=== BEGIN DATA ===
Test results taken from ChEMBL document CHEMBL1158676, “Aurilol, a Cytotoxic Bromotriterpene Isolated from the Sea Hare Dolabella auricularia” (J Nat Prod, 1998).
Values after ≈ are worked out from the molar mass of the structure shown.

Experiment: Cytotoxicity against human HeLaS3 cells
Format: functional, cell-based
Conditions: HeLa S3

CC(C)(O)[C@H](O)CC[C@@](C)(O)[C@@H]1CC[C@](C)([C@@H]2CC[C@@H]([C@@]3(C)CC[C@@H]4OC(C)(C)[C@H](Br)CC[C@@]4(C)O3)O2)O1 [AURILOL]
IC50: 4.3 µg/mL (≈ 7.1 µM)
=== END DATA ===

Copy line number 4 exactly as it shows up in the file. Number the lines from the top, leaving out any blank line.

Format: functional, cell-based